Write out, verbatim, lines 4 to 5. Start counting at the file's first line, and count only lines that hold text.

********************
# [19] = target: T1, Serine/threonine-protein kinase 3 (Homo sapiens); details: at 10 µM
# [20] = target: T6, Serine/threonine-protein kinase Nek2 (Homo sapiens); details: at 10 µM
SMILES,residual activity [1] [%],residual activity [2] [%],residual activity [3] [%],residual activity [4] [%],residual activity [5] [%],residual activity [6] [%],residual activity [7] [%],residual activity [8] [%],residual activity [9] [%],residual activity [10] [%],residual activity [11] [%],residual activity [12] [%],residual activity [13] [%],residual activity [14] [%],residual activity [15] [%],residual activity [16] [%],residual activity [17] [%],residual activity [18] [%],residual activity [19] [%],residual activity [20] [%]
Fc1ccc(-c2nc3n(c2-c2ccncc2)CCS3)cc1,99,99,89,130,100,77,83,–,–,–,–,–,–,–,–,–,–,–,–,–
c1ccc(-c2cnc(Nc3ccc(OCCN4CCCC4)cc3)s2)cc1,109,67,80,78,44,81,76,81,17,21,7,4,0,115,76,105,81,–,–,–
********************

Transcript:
Fc1ccc(-c2nc3n(c2-c2ccncc2)CCS3)cc1,99,99,89,130,100,77,83,–,–,–,–,–,–,–,–,–,–,–,–,–
c1ccc(-c2cnc(Nc3ccc(OCCN4CCCC4)cc3)s2)cc1,109,67,80,78,44,81,76,81,17,21,7,4,0,115,76,105,81,–,–,–